New Canadian oil sands projects are more costly to shut down than continue running

EIA Canadian Oil Sands Production

Despite lower oil prices, Canadian oil sands production is expected to continue growing, and be the main driver behind increased Canadian production as a whole, in the short-term. A number of projects which were already under construction in 2014 when crude oil prices collapsed will begin production in the next two years, making up most of the increases, the EIA said in a report Thursday.

Production of petroleum and other liquids in Canada, which totaled 4.5 MMBOPD in 2015, is expected to average 4.6 MMBOPD in 2016 and 4.8 MMBOPD in 2017. Oil sands production is expected to increase 300 MBOPD by the end of that time period, offsetting declines in conventional oil production.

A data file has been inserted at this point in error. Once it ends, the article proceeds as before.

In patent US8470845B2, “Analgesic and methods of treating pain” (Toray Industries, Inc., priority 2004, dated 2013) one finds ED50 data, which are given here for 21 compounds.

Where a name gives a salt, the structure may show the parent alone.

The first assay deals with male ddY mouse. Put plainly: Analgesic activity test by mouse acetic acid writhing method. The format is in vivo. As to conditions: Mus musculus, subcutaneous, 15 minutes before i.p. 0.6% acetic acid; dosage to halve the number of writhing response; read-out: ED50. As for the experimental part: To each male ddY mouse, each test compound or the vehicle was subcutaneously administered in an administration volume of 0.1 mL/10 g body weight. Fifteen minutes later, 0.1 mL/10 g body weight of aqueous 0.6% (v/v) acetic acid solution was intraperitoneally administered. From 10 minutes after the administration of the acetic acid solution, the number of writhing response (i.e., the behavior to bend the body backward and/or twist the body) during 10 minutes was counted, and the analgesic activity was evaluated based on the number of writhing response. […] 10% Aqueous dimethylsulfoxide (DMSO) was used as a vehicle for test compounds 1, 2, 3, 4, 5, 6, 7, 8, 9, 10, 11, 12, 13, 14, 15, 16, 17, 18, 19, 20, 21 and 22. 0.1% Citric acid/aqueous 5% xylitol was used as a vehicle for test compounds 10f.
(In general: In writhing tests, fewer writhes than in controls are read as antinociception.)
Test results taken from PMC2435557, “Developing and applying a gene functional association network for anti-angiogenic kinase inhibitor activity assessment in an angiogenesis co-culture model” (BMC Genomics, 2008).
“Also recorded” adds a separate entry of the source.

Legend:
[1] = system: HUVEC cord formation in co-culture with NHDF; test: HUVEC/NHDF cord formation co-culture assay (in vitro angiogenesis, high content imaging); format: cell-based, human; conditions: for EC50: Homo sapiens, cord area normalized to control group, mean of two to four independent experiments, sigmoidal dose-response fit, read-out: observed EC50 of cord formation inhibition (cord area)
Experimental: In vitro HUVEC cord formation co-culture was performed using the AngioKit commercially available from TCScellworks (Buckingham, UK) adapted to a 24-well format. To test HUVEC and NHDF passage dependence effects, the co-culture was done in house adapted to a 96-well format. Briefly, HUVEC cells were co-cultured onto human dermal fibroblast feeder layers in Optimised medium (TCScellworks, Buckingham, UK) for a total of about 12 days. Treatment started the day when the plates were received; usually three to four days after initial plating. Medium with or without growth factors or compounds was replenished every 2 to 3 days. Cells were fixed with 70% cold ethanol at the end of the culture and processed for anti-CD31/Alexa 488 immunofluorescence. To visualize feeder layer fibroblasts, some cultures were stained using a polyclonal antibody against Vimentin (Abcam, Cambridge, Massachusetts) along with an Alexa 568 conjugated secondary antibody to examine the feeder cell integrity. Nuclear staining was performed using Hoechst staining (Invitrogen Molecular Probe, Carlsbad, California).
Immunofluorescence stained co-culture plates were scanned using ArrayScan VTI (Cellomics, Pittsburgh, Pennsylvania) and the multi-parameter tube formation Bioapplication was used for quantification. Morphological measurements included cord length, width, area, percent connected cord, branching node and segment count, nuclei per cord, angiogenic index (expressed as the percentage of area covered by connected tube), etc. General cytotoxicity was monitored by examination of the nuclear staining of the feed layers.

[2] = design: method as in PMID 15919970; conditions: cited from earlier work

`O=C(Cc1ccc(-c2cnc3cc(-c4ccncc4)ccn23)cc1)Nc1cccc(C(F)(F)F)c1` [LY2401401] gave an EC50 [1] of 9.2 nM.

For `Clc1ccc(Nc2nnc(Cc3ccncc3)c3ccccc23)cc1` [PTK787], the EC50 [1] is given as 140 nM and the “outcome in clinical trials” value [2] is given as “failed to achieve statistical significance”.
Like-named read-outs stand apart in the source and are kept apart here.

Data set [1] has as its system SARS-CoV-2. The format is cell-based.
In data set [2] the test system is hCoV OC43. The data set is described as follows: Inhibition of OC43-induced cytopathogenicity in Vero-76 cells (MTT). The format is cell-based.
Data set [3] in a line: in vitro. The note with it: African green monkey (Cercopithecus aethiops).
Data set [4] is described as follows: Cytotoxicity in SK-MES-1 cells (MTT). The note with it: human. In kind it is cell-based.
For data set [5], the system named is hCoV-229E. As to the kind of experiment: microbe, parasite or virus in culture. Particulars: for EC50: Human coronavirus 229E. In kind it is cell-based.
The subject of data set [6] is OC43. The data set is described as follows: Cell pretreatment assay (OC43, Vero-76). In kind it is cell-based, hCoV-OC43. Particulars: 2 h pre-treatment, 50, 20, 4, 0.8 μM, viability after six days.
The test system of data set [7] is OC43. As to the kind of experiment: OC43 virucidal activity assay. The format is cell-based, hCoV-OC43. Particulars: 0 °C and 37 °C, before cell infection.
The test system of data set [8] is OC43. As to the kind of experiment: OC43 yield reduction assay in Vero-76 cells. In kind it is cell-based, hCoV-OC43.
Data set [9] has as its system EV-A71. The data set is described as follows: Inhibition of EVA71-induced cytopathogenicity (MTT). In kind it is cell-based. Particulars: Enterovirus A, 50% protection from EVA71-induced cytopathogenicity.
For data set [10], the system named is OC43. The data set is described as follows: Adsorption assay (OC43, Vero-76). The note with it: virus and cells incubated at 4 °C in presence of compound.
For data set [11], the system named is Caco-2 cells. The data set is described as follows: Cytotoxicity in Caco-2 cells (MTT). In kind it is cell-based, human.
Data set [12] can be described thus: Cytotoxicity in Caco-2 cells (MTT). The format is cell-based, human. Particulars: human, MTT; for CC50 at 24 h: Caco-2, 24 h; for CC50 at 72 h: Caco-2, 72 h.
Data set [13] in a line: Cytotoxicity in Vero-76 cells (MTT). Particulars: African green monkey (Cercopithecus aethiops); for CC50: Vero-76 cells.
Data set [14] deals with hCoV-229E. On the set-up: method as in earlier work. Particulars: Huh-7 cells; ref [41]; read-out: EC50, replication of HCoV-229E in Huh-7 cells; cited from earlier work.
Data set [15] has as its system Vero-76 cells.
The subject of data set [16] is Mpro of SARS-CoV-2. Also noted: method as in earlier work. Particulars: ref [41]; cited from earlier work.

The average price of Western Canadian Select in January was just $18.42 per barrel, about $15 less than U.S. benchmark WTI due to transportation costs and differences in quality. Despite the price differential, many oil sands projects are expected to continue operating. The projects’ 30-40 year lifespans, along with shutdown costs of $0.5-$1.0 billion, could make continued operations more profitable in the long-run than shutting down and waiting for prices to come back up.

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